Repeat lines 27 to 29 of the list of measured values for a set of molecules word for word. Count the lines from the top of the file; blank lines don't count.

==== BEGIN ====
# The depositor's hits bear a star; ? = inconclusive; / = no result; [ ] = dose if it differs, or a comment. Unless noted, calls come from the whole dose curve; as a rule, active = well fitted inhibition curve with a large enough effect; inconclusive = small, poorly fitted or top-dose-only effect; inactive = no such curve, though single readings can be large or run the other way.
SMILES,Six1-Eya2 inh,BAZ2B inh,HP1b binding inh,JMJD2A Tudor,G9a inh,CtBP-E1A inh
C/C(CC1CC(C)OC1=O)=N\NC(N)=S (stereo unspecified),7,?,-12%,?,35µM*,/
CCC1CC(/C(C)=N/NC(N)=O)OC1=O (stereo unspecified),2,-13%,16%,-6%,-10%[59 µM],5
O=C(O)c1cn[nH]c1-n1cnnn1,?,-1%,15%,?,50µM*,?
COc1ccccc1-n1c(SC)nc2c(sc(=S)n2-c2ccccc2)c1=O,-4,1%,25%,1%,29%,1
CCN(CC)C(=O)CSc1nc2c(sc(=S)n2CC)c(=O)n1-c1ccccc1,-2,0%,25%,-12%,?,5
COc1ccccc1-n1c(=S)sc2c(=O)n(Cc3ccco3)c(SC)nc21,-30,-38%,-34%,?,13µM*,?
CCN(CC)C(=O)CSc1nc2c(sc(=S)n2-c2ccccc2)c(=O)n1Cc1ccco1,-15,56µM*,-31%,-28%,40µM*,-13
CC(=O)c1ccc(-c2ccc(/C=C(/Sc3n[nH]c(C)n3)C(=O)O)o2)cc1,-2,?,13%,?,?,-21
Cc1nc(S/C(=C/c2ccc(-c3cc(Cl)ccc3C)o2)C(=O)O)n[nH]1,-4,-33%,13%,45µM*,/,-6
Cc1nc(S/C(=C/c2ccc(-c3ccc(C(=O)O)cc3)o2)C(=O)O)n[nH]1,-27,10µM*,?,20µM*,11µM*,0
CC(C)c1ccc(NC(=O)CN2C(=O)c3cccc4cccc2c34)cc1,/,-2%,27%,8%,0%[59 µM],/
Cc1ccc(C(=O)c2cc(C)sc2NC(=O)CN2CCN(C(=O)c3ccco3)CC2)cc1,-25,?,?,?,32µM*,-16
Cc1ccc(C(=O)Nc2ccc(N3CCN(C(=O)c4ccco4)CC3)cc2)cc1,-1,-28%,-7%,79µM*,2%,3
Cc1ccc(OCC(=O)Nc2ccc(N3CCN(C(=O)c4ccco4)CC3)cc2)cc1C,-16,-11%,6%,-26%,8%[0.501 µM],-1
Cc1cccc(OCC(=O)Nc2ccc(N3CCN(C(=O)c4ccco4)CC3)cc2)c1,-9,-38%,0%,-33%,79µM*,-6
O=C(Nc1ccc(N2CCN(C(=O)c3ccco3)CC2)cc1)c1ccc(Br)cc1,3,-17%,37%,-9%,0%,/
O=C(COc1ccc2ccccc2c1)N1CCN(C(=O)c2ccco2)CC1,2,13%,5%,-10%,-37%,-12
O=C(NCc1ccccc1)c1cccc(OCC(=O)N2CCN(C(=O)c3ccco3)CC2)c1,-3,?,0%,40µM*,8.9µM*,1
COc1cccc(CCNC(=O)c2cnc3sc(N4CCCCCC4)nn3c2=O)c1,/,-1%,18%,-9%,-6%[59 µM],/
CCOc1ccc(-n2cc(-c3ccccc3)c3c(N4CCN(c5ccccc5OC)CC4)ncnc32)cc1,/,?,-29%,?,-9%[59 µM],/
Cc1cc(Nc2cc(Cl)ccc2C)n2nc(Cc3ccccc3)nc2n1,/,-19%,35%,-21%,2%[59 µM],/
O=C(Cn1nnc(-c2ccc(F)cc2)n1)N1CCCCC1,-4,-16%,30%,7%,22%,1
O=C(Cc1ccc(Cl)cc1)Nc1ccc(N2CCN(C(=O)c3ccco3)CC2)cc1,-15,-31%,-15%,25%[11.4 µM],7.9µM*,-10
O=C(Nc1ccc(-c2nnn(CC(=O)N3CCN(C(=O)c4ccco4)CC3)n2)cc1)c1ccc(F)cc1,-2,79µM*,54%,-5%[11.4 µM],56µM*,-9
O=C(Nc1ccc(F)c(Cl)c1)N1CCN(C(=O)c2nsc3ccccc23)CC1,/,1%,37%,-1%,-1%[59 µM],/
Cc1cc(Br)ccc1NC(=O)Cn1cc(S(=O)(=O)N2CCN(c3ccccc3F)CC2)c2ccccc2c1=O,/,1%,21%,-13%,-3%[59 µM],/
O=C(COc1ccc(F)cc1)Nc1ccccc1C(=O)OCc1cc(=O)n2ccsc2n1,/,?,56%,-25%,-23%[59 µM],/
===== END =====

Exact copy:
O=C(Nc1ccc(F)c(Cl)c1)N1CCN(C(=O)c2nsc3ccccc23)CC1,/,1%,37%,-1%,-1%[59 µM],/
Cc1cc(Br)ccc1NC(=O)Cn1cc(S(=O)(=O)N2CCN(c3ccccc3F)CC2)c2ccccc2c1=O,/,1%,21%,-13%,-3%[59 µM],/
O=C(COc1ccc(F)cc1)Nc1ccccc1C(=O)OCc1cc(=O)n2ccsc2n1,/,?,56%,-25%,-23%[59 µM],/